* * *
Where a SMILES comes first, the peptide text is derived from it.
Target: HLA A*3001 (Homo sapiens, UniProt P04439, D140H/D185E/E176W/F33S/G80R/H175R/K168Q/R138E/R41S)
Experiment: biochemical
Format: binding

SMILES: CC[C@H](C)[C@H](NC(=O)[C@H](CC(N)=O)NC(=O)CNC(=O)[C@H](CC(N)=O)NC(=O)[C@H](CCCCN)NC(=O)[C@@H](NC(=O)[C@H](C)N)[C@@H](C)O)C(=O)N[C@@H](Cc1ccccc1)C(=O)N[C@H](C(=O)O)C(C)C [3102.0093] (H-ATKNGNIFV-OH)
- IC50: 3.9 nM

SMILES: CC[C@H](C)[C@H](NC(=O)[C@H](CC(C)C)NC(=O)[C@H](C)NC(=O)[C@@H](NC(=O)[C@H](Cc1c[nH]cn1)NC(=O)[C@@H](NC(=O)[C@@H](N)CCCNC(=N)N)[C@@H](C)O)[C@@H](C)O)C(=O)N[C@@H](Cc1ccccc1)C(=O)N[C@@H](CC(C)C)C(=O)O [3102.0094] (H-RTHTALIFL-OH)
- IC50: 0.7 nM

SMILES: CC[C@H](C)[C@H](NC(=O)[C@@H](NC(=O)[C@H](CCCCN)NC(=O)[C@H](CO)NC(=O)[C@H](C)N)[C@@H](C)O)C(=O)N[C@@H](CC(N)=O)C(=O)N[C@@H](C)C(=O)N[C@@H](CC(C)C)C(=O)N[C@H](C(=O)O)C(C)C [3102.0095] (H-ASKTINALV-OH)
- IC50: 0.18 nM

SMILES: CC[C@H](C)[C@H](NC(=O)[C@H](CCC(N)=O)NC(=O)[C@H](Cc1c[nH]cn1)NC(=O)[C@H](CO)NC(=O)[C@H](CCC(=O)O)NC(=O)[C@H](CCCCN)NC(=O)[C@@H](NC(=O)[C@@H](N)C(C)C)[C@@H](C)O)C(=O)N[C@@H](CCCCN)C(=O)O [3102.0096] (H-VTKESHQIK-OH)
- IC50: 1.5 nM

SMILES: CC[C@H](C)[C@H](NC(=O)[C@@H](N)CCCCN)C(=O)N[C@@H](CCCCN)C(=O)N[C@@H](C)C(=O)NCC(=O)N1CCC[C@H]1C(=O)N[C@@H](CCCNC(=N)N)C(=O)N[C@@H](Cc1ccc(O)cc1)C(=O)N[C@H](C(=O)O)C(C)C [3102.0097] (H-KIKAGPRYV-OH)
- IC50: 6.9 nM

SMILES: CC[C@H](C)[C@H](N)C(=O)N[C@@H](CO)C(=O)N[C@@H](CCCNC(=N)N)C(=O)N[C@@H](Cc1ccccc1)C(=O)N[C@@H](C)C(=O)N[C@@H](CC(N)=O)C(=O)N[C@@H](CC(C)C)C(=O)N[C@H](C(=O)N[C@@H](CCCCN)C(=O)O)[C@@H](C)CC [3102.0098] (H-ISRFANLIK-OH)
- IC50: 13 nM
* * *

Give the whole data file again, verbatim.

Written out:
Where a SMILES comes first, the peptide text is derived from it.
Target: HLA A*3001 (Homo sapiens, UniProt P04439, D140H/D185E/E176W/F33S/G80R/H175R/K168Q/R138E/R41S)
Experiment: biochemical
Format: binding

SMILES: CC[C@H](C)[C@H](NC(=O)[C@H](CC(N)=O)NC(=O)CNC(=O)[C@H](CC(N)=O)NC(=O)[C@H](CCCCN)NC(=O)[C@@H](NC(=O)[C@H](C)N)[C@@H](C)O)C(=O)N[C@@H](Cc1ccccc1)C(=O)N[C@H](C(=O)O)C(C)C [3102.0093] (H-ATKNGNIFV-OH)
- IC50: 3.9 nM

SMILES: CC[C@H](C)[C@H](NC(=O)[C@H](CC(C)C)NC(=O)[C@H](C)NC(=O)[C@@H](NC(=O)[C@H](Cc1c[nH]cn1)NC(=O)[C@@H](NC(=O)[C@@H](N)CCCNC(=N)N)[C@@H](C)O)[C@@H](C)O)C(=O)N[C@@H](Cc1ccccc1)C(=O)N[C@@H](CC(C)C)C(=O)O [3102.0094] (H-RTHTALIFL-OH)
- IC50: 0.7 nM

SMILES: CC[C@H](C)[C@H](NC(=O)[C@@H](NC(=O)[C@H](CCCCN)NC(=O)[C@H](CO)NC(=O)[C@H](C)N)[C@@H](C)O)C(=O)N[C@@H](CC(N)=O)C(=O)N[C@@H](C)C(=O)N[C@@H](CC(C)C)C(=O)N[C@H](C(=O)O)C(C)C [3102.0095] (H-ASKTINALV-OH)
- IC50: 0.18 nM

SMILES: CC[C@H](C)[C@H](NC(=O)[C@H](CCC(N)=O)NC(=O)[C@H](Cc1c[nH]cn1)NC(=O)[C@H](CO)NC(=O)[C@H](CCC(=O)O)NC(=O)[C@H](CCCCN)NC(=O)[C@@H](NC(=O)[C@@H](N)C(C)C)[C@@H](C)O)C(=O)N[C@@H](CCCCN)C(=O)O [3102.0096] (H-VTKESHQIK-OH)
- IC50: 1.5 nM

SMILES: CC[C@H](C)[C@H](NC(=O)[C@@H](N)CCCCN)C(=O)N[C@@H](CCCCN)C(=O)N[C@@H](C)C(=O)NCC(=O)N1CCC[C@H]1C(=O)N[C@@H](CCCNC(=N)N)C(=O)N[C@@H](Cc1ccc(O)cc1)C(=O)N[C@H](C(=O)O)C(C)C [3102.0097] (H-KIKAGPRYV-OH)
- IC50: 6.9 nM

SMILES: CC[C@H](C)[C@H](N)C(=O)N[C@@H](CO)C(=O)N[C@@H](CCCNC(=N)N)C(=O)N[C@@H](Cc1ccccc1)C(=O)N[C@@H](C)C(=O)N[C@@H](CC(N)=O)C(=O)N[C@@H](CC(C)C)C(=O)N[C@H](C(=O)N[C@@H](CCCCN)C(=O)O)[C@@H](C)CC [3102.0098] (H-ISRFANLIK-OH)
- IC50: 13 nM